The T-shaped company.

How Levi's created a worldwide revolution in apparel with well-placed piece of content marketing.

The T-shaped company.


Levi's knows its core competency is reinforced denim jeans for the casual wearer — but with a new product and well-placed piece of content marketing they were able to break into a market that was bogged down with tradition.

Have you heard of the T-shaped skill set?

It describes a person who has a single core competency. Maybe they're one of the best designers, copywriters, or tellers of tall tales you've ever seen.

But they don't have blinders on either.

They know the value of learning other skills. It makes their contribution bigger.

Still, T-shaped individuals only learn those other skills to feed that core competency. A copywriter might learn storytelling, design, and a bit of code to strengthen their skill as a writer. But they're always going to be a writer first.

Stas Shymansky does a pretty good job summing up the T-shaped product designer over on Medium.

The best companies are also T-shaped.

Think of Levi's.

They do one thing really well. They make sturdy, trustworthy jeans that look good too.

And they've been doing it since 1873.

That doesn't mean they're a one trick pony.

Levi's core competency

In 1853 a Bavarian immigrant named Levi Strauss moved to San Francisco on the heels of the gold rush to open a textiles shop.

Twenty years later the wife of a local laborer asked one of Strauss' customers, a tailor named Jacob Davis, to make a pair of pants that wouldn't tear or fall apart at the seams.

He came up with the idea to put rivets in the pants to reinforce the stitching.

Davis and Strauss saw the potential of this simple invention and filed a patent together. That was the birth of the blue jean.

And this is where Levi's core strength lies. Reinforced denim jeans that won't rip at the seam.

Denim for everyone

Levi's were originally built for the American worker. Its audience was blue collar and primarily male.

By the '60s that demographic was no longer true.

Levi's had expanded into clothing for women, pioneered the popularity of the denim jacket, and even debuted denim as a fabric of "elegance."

Rock 'n Roll legends and the counter culture movement took it one step further. Custom denim was all the rage and made this American fabric the preferred casual wear for anyone who had a stake in being cool and free.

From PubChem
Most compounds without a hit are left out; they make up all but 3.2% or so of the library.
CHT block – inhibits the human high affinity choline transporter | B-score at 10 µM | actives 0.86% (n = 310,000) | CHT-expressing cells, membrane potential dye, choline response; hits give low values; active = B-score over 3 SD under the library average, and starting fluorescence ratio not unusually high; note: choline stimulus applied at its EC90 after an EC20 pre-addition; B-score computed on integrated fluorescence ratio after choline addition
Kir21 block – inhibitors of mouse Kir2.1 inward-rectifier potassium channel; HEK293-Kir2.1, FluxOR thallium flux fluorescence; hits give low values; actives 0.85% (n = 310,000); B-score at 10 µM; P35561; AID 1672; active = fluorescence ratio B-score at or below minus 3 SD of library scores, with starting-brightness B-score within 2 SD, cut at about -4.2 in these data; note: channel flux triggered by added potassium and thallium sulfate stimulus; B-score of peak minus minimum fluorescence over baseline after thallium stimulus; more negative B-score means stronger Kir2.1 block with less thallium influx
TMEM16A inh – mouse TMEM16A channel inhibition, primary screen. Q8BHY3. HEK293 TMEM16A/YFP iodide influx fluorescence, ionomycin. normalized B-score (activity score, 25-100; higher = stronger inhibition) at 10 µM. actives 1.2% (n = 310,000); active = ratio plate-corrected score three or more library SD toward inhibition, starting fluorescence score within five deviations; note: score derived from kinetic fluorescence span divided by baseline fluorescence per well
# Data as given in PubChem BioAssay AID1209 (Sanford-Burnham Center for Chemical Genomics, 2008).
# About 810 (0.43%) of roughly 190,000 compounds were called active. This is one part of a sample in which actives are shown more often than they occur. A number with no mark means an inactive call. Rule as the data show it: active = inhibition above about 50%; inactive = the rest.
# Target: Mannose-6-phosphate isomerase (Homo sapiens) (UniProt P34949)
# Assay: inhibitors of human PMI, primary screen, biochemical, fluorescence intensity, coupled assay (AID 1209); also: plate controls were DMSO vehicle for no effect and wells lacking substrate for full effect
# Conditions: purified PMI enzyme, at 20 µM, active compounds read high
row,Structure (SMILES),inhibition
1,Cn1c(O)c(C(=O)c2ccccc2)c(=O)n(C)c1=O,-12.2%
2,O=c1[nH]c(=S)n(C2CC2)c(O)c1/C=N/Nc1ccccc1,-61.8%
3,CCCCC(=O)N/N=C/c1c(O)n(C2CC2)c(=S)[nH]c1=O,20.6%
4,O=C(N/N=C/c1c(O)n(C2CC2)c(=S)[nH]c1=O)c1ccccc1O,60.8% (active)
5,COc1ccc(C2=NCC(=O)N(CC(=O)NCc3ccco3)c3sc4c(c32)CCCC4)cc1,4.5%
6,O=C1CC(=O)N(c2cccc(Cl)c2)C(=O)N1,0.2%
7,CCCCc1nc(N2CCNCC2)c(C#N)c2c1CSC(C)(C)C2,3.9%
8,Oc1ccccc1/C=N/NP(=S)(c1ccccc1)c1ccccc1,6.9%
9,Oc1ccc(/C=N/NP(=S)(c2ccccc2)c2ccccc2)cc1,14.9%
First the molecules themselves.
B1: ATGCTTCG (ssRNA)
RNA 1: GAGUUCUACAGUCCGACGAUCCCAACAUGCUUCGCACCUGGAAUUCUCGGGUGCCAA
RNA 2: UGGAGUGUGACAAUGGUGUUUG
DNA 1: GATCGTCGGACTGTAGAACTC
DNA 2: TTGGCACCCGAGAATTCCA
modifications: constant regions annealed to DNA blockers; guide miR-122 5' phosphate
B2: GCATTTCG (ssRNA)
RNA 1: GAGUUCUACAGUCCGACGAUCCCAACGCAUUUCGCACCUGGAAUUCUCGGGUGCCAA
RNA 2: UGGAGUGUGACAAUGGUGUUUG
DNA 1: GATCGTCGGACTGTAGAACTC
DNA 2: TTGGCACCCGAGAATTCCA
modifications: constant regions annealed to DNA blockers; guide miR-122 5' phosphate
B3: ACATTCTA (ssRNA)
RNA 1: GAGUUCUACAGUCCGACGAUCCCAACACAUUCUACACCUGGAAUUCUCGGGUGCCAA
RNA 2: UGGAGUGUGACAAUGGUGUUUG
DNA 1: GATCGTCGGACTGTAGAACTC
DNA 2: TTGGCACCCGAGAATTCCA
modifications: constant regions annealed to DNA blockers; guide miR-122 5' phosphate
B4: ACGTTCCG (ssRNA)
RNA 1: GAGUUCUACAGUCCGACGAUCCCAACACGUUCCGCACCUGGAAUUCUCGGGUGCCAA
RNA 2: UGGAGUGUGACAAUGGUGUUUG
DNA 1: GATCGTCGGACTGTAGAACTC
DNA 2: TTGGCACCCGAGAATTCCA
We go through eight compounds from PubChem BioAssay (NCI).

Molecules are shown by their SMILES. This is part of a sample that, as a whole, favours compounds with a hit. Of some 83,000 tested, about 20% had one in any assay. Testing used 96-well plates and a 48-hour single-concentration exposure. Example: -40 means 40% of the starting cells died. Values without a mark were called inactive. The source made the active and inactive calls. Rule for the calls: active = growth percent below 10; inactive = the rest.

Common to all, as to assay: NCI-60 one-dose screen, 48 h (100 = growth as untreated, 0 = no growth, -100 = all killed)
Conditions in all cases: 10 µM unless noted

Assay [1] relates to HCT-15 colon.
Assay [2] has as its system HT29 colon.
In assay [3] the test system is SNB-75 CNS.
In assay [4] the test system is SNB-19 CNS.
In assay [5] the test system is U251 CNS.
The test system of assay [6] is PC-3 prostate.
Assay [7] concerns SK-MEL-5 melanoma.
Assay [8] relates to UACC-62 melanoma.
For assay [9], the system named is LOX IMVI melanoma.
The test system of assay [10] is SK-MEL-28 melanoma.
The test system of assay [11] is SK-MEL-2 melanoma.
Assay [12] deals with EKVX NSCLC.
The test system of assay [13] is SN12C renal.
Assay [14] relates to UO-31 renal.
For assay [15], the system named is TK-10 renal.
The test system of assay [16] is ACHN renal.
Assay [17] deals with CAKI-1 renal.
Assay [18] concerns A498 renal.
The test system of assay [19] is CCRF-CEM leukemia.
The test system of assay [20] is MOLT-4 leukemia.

Levi's was at the center of it all.

Their core competency was still reinforced denim, but the product line had expanded.

The birth of business casual

After Levi's had the denim market cornered, the company decided to expand its T-shaped offerings even further.

Can we make comfortable cotton pants just as sturdy as casual denim? Can we use these pants to break into the white collar market?

With the launch of Dockers and a genius piece of content marketing, Levi's was able to answer these questions with resounding "yes!"

In 1992, they mailed nearly every HR rep in America a little pamphlet called A Guide to Business Casualwear: Ideas for Dressing Professionally at Work.

It contained a dress code positioned for the modern world. Casual yet smart. Comfortable but not flashy.

The guide had all sorts of suggestions for employees to show off their personalities while remaining professional. It made HR reps lives easy because all they had to do was hand the guide out to employees. It was a pre-packaged dress code for companies. And it was being applied universally across American workplaces, so executives had no problem with it.

With this little piece of content marketing, Levi's took their core competency one step further. They offered the world pants that last and look great for any occasion.

Levi's isn't just jeans — it's a lifestyle

Today, Levi's offers everything from t-shirts to belts, underwear to socks.

But take a quick look at their website and one thing is clear.

Long-lasting denim jeans are still the heart and soul of Levi's.


P.S. Don't walk away empty-handed

Above the Fold is a newsletter about the power of marketing. Every week I'll send you stories just like these on the art and craft of corporate myth-making.

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